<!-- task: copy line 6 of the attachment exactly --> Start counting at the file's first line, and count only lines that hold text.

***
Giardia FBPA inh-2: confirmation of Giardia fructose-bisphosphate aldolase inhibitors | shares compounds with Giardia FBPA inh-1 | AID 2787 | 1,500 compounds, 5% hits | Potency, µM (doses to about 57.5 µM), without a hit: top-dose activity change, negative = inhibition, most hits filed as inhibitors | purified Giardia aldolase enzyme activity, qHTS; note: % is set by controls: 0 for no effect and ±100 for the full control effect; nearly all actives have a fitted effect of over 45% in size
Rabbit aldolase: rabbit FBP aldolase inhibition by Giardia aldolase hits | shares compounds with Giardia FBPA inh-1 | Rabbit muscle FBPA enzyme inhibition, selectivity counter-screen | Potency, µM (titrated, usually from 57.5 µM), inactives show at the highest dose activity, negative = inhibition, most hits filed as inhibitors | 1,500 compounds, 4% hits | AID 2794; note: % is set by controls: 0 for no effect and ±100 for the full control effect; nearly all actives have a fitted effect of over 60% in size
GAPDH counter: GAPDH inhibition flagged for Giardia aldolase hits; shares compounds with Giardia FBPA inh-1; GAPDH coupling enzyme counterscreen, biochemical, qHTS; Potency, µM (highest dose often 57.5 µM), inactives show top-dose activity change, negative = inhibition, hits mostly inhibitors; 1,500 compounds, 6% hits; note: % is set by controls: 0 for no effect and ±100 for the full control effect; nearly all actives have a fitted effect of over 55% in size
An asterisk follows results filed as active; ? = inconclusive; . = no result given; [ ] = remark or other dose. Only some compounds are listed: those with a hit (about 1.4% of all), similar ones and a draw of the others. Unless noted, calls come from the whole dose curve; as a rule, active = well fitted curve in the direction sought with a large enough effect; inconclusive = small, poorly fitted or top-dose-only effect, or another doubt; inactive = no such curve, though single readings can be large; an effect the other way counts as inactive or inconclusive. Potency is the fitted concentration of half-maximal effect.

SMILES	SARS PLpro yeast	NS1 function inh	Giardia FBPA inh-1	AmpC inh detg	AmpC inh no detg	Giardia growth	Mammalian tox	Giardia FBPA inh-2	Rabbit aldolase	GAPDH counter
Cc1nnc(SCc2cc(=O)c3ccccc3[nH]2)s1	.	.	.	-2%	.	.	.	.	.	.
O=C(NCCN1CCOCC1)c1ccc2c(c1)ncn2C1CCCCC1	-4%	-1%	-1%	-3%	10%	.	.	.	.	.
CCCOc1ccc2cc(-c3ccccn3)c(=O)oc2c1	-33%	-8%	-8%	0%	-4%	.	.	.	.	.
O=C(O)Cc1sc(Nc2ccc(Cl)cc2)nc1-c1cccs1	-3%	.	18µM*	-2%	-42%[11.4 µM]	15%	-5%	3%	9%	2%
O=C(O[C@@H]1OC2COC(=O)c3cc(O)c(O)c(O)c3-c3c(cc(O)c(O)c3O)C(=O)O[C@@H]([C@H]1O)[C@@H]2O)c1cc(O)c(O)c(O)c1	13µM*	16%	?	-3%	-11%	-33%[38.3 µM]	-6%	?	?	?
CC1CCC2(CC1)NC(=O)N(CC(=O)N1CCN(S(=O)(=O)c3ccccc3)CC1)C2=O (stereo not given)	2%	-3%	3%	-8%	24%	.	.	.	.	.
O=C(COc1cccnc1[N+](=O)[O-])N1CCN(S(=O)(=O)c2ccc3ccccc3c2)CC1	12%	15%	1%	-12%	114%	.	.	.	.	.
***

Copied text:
Cc1nnc(SCc2cc(=O)c3ccccc3[nH]2)s1	.	.	.	-2%	.	.	.	.	.	.